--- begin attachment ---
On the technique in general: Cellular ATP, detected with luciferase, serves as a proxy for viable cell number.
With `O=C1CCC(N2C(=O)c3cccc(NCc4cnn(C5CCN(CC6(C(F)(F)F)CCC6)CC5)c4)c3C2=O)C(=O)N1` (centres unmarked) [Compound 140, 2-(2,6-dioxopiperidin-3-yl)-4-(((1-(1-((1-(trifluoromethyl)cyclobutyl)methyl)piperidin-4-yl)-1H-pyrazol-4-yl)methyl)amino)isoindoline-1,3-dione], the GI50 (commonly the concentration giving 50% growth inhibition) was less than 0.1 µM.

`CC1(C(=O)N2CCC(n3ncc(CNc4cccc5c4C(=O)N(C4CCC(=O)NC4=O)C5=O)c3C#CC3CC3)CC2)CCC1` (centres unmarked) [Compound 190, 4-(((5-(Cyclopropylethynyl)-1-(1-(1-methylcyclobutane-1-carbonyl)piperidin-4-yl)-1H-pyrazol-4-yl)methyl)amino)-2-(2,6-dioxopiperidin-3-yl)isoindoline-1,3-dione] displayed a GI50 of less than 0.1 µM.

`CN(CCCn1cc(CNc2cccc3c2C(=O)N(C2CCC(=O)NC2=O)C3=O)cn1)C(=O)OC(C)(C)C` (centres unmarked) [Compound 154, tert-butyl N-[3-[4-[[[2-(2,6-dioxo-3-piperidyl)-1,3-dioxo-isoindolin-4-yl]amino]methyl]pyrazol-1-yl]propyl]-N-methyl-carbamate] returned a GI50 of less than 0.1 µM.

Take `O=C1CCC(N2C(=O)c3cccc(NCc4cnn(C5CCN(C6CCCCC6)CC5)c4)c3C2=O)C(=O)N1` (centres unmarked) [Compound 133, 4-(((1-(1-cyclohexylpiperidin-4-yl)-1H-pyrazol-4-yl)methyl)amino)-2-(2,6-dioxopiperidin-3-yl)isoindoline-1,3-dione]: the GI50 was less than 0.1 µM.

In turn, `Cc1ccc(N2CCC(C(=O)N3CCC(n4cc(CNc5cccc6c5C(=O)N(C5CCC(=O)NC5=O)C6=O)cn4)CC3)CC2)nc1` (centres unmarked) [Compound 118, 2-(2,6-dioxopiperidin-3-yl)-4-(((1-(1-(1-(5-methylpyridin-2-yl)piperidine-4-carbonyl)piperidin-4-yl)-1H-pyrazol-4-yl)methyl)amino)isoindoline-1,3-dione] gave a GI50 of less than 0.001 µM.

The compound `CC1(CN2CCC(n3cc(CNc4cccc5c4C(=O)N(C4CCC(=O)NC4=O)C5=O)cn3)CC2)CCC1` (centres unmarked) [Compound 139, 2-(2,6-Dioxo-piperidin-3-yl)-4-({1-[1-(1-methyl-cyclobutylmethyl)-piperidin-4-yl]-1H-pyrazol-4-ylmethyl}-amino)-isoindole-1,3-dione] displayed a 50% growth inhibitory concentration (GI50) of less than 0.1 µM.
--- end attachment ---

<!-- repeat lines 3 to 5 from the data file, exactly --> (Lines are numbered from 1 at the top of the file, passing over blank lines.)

`CC1(C(=O)N2CCC(n3ncc(CNc4cccc5c4C(=O)N(C4CCC(=O)NC4=O)C5=O)c3C#CC3CC3)CC2)CCC1` (centres unmarked) [Compound 190, 4-(((5-(Cyclopropylethynyl)-1-(1-(1-methylcyclobutane-1-carbonyl)piperidin-4-yl)-1H-pyrazol-4-yl)methyl)amino)-2-(2,6-dioxopiperidin-3-yl)isoindoline-1,3-dione] displayed a GI50 of less than 0.1 µM.

`CN(CCCn1cc(CNc2cccc3c2C(=O)N(C2CCC(=O)NC2=O)C3=O)cn1)C(=O)OC(C)(C)C` (centres unmarked) [Compound 154, tert-butyl N-[3-[4-[[[2-(2,6-dioxo-3-piperidyl)-1,3-dioxo-isoindolin-4-yl]amino]methyl]pyrazol-1-yl]propyl]-N-methyl-carbamate] returned a GI50 of less than 0.1 µM.

Take `O=C1CCC(N2C(=O)c3cccc(NCc4cnn(C5CCN(C6CCCCC6)CC5)c4)c3C2=O)C(=O)N1` (centres unmarked) [Compound 133, 4-(((1-(1-cyclohexylpiperidin-4-yl)-1H-pyrazol-4-yl)methyl)amino)-2-(2,6-dioxopiperidin-3-yl)isoindoline-1,3-dione]: the GI50 was less than 0.1 µM.